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I'm brushing up on my Big Bang, and I noticed that, apparently, although gravity is the first force to split from the original "superforce", mass does not appear on the scene until after the second force (strong interaction) has split form the superforce. I understand that there are some things that need to exist before mass can show up, but how does one understand or even scientifically predict the existence of gravity without the existence of mass, in those early fractions of a second in the universe's life?

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    $\begingroup$ You have to look at the total mass-energy content. There was plenty of energy. $\endgroup$ – Peter R Apr 22 '16 at 13:23
  • $\begingroup$ But how does gravity affect energy, when there is no mass involved? Relativity states that gravity acts through the distortions in spacetime made by massive objects; no mass, no distortions, right? Or....? $\endgroup$ – Henry Stone Apr 22 '16 at 13:51
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In general relativity, the field equation relates the metric (through the associated curvature tensor) to the stress energy tensor $T^{\mu\nu}$. This can be interpreted as a flux of energy and momentum in spacetime (i.e. integrating $T^{\mu\nu}$ over a spacetime hypersurface, like a three dimensional hypersurface of constant time, tells you the rate at which energy and momentum [i.e. 4-momentum] flows through that surface). $T^{\mu\nu}$ is a sort of generalized mass.

Even before particles acquire mass through the Higgs mechanism, some effective stress energy tensor associated with the gauge and matter fields of the standard model provides the source to a quantum mechanical version of Einstein's field equations. Finding the physically meaningful effective stress energy tensor for quantum fields is subtle (it's a basic problem in quantum gravity).

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  • $\begingroup$ So there truly was no "mass", but there is "something else" that makes the raw primal energy respond to gravity as if it were mass caught in a gravity well (which I assume was an immense well at that point)? Do we have any idea what that "something else" is? Does it have a name? $\endgroup$ – Henry Stone Apr 22 '16 at 14:26
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    $\begingroup$ The einstein equations. The connect mass and energy through the stress energy tenson $\endgroup$ – anna v Apr 22 '16 at 14:37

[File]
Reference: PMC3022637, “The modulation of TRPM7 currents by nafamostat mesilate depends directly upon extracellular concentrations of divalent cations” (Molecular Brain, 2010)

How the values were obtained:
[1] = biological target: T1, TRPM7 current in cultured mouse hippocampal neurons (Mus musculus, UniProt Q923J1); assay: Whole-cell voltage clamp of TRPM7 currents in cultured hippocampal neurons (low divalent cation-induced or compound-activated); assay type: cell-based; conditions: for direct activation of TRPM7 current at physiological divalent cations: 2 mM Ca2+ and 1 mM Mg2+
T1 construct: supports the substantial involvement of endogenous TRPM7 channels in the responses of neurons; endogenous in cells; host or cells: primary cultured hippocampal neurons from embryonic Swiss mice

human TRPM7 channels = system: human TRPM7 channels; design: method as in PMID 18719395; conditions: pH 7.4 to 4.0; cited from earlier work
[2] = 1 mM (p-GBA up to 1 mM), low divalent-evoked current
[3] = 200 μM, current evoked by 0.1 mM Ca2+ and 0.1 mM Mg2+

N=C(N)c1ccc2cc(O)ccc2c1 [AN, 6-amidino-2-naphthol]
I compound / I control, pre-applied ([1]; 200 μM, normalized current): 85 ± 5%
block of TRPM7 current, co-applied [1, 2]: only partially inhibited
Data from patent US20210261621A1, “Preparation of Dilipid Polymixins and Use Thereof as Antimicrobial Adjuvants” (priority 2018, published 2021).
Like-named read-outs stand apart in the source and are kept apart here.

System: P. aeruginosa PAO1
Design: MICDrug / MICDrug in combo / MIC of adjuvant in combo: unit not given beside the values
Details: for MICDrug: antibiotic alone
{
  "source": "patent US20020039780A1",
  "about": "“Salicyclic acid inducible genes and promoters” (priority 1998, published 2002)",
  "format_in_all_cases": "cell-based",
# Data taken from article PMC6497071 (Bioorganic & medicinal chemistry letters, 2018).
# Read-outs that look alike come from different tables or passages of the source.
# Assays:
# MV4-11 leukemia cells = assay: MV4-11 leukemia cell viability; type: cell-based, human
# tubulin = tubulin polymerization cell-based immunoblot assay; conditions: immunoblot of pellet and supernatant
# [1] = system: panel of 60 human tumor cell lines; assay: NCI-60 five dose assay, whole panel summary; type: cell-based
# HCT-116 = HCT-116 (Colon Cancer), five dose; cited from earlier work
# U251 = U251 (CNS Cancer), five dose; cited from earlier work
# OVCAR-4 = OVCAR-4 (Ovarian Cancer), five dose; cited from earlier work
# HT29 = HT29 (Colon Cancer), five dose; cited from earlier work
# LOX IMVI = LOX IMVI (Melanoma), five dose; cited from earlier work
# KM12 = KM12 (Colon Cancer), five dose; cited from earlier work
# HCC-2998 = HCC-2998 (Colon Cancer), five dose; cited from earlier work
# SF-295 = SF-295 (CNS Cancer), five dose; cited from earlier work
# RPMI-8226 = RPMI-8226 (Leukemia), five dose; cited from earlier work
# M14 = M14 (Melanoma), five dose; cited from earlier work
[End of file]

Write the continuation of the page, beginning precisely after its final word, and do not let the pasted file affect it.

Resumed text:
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    $\begingroup$ anna v answered your question, but I'll elaborate since it can be subtle. First, a non-interacting relativistic fluid evolves (according to 'classical' GR) along geodesics of the spacetime. The stress energy tensor is then determined from the state of the fluid according to some physically motivated equation of state. With nice initial conditions, this gives a well-posed PDE with a unique solution (up to behavior hidden by event horizons). If you add interactions, then you just 'perturb' the non-interacting solutions locally. With defects/gravitational radiation, well-posedness is trickier. $\endgroup$ – TotallyRhombus Apr 22 '16 at 14:55
  • $\begingroup$ Quite clearly, I am a person who needs that elaboration, and I am more than thankful for it. On that note, I get that GR is general relativity, but what does PDE stand for? I am not quite sharp on my QM abbrieviations, yet... $\endgroup$ – Henry Stone Apr 22 '16 at 15:24
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    $\begingroup$ Actually, PDE stands for "Partial Differential Equation", and can be viewed as a general mathematical framework to describe both gravity and quantum mechanics. Mathematically (and abstractly), you can think of quantum mechanics as the practice of approximating a non-linear PDE with a very high dimensional linear PDE (i.e. a Schroedinger equation). Of course, some technical conditions apply (i.e. both evolution rules should be deterministic, but mostly for theoretical reasons). $\endgroup$ – TotallyRhombus Apr 22 '16 at 15:29

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